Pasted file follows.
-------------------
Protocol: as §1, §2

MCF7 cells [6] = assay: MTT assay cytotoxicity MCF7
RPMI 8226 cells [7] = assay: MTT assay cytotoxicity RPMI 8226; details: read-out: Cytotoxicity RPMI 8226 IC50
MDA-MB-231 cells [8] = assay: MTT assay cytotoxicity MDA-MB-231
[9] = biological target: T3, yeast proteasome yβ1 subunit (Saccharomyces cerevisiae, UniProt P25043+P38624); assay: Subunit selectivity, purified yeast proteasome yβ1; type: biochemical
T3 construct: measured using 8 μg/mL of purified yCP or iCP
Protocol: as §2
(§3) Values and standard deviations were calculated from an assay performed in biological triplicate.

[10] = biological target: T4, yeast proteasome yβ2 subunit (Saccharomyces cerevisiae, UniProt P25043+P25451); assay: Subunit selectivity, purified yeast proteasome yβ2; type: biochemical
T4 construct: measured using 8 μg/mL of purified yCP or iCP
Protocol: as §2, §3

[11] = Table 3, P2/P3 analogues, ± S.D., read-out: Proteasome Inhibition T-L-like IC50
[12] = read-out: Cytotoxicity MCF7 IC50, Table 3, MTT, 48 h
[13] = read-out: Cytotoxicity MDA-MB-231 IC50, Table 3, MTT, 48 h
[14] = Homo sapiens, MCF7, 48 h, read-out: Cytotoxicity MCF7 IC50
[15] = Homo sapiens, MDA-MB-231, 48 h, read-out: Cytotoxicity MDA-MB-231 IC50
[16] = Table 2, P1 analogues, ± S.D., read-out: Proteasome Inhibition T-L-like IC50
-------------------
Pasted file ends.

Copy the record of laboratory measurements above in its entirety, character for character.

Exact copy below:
Protocol: as §1, §2

MCF7 cells [6] = assay: MTT assay cytotoxicity MCF7
RPMI 8226 cells [7] = assay: MTT assay cytotoxicity RPMI 8226; details: read-out: Cytotoxicity RPMI 8226 IC50
MDA-MB-231 cells [8] = assay: MTT assay cytotoxicity MDA-MB-231
[9] = biological target: T3, yeast proteasome yβ1 subunit (Saccharomyces cerevisiae, UniProt P25043+P38624); assay: Subunit selectivity, purified yeast proteasome yβ1; type: biochemical
T3 construct: measured using 8 μg/mL of purified yCP or iCP
Protocol: as §2
(§3) Values and standard deviations were calculated from an assay performed in biological triplicate.

[10] = biological target: T4, yeast proteasome yβ2 subunit (Saccharomyces cerevisiae, UniProt P25043+P25451); assay: Subunit selectivity, purified yeast proteasome yβ2; type: biochemical
T4 construct: measured using 8 μg/mL of purified yCP or iCP
Protocol: as §2, §3

[11] = Table 3, P2/P3 analogues, ± S.D., read-out: Proteasome Inhibition T-L-like IC50
[12] = read-out: Cytotoxicity MCF7 IC50, Table 3, MTT, 48 h
[13] = read-out: Cytotoxicity MDA-MB-231 IC50, Table 3, MTT, 48 h
[14] = Homo sapiens, MCF7, 48 h, read-out: Cytotoxicity MCF7 IC50
[15] = Homo sapiens, MDA-MB-231, 48 h, read-out: Cytotoxicity MDA-MB-231 IC50
[16] = Table 2, P1 analogues, ± S.D., read-out: Proteasome Inhibition T-L-like IC50